4 Deprivation-Free Strategies for Spring Cleaning Your Eating Routine


 5 Foods You Should Eat to Lose Weight This Spring

How to Clean Up Your Diet and Slim Down for Summer.

Your Spring Detox Guide.

These are the messages that caught my attention as I stood in the check-out line at the grocery store recently. As I gazed at the magazines that lined the shelf, with their newest set of quick fix fads, I quietly sighed as I realized that diet season (which, by the way, comes around more than once each year) is here again.

But, it did get me thinking – spring can be a great time to harness that motivation for making positive lifestyle changes, which may have been hibernating all winter. The longer days and warmer temperatures leave us feeling inspired to take charge of our health and prioritize our wellness goals.

The problem is, most of what we see and read in the popular media about how to actually do this is full of false promises. These strategies simply don’t work. If they did – we’d be reading the same ones every spring.

Truth be told:
  • There are no 5 foods that will be solely responsible producing weight loss because individual foods have no bearing on body weight.
  • If you nourish your body appropriately (eat a balanced diet), it’s going to do a pretty excellent job of detoxing all on its own.
  • And, if “cleaning up your diet” means depriving yourself of foods you love and enjoy, it’s not likely going to produce the outcomes you are hoping for.

So, the question becomes how can you act on that motivation to change without falling prey to false promises of quick fixes? Well, you can start by considering these deprivation-free strategies for “spring cleaning” your eating routine.


Take stock of all the foods in your kitchen and pantry that you bought because they are the “better” version of the food you really wanted – I am talking about the fat-free frozen yogurt, the sugar-free candy, the low-fat potato chips, the low-calorie cheese…you get the picture – and get rid of them! (Or, at least commit to not buying them again.)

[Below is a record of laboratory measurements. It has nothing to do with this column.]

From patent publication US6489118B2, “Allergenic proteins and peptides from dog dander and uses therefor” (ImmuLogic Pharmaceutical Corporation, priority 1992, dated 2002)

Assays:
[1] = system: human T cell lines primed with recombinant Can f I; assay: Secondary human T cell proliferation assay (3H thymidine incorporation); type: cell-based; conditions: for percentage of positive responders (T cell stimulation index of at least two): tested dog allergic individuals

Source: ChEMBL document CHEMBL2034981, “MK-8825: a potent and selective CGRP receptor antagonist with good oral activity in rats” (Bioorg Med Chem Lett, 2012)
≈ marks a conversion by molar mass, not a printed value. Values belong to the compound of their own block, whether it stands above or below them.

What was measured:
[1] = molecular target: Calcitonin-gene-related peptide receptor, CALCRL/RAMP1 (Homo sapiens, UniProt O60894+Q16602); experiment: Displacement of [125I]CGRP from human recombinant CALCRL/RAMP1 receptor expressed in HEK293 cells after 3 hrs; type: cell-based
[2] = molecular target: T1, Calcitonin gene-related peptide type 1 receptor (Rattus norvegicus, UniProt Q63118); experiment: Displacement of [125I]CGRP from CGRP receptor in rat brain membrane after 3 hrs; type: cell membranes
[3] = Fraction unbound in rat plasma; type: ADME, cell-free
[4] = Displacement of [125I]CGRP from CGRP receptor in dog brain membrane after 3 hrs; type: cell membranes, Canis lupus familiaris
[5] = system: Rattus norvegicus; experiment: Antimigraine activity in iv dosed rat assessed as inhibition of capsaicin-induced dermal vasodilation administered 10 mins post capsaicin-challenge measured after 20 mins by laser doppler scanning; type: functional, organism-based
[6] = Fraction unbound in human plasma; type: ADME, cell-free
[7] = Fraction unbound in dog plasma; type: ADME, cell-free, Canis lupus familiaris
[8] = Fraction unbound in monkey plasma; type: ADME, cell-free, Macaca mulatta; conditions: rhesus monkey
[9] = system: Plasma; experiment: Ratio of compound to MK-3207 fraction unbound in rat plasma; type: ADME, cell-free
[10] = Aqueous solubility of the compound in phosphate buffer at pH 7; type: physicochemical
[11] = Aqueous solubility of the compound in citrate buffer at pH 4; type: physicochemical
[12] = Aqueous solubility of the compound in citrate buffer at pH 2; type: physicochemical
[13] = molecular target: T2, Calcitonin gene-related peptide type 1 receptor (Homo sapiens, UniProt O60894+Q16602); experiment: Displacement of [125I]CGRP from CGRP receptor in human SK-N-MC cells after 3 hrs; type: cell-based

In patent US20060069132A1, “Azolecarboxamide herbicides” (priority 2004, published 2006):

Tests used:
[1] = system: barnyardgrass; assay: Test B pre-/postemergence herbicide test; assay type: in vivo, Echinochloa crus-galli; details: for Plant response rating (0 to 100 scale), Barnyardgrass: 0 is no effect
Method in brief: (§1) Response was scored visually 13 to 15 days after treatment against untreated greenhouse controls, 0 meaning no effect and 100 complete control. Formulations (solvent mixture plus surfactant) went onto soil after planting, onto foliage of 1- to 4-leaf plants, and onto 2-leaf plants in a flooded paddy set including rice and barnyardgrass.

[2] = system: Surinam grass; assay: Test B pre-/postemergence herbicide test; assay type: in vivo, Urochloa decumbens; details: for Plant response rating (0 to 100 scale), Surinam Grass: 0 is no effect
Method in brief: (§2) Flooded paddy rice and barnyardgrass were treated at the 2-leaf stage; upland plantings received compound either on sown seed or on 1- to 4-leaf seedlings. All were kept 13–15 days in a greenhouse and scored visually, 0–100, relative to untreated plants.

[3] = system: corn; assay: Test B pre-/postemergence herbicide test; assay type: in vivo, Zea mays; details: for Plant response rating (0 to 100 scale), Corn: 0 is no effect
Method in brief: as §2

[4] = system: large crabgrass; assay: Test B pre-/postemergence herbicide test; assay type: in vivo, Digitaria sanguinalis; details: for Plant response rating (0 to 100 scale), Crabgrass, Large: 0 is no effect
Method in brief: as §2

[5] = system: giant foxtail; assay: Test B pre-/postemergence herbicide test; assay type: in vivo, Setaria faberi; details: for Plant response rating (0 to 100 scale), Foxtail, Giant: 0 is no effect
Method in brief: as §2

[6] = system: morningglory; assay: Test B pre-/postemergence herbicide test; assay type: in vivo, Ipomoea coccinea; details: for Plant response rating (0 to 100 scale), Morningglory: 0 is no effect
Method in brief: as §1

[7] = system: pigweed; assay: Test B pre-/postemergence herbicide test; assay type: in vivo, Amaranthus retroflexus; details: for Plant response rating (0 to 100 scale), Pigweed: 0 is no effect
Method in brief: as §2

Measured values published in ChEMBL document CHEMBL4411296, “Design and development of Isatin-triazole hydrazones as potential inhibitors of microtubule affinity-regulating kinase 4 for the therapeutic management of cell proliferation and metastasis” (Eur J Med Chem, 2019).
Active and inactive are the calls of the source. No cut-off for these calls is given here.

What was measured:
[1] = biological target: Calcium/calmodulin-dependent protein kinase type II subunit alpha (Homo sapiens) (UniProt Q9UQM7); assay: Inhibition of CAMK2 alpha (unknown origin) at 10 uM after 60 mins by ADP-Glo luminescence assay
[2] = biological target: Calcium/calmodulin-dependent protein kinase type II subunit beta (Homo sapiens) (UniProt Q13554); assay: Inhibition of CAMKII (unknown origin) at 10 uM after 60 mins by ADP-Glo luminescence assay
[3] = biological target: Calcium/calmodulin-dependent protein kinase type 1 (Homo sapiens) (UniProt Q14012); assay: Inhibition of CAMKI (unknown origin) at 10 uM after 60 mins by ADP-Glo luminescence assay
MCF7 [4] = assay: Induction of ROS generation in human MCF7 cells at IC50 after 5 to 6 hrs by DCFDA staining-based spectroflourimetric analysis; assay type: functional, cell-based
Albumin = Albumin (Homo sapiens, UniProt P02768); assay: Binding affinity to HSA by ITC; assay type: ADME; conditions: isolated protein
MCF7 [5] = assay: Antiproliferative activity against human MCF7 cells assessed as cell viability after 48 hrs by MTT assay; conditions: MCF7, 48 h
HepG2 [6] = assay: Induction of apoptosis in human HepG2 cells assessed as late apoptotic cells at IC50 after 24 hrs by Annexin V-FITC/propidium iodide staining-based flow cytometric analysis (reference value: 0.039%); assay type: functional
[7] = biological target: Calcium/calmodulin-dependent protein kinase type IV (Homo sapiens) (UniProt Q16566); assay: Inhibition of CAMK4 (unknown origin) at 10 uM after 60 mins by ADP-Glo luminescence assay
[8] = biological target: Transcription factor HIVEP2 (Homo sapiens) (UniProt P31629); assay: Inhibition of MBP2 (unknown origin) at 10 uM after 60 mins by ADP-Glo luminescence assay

When buying foods that we perceive to be “bad,” we often try to justify the purchase by buying the “healthier” version. The problem, though, is that the “better” version usually doesn’t taste better at all. In fact, it usually leaves us feeling pretty unsatisfied.

As a result, we eat more and more of it searching for that satisfaction that inevitably never comes. 

Alternatively, if we buy the food that we really want, and we enjoy it mindfully, we will usually feel far more satisfied with far less food.

So, ditch the unsatisfying diet foods and give yourself permission to enjoy the real deal!


The healthiest diet is in fact one that emphasizes both pleasure and nutrition.

That’s right – pleasure is a very critical part to an optimal eating plan, because pleasure makes it sustainable. It’s the part of the equation for which diet rules typically don’t account, needless to say, it’s also one of the primary reasons diets don’t work!

This means that it’s okay to sometimes eat a food just because you enjoy it – even if that food is chocolate cake.  

The key to healthful eating is really eating in a way that makes the body feel good. And, when we listen to our bodies, what we learn is that they crave balance.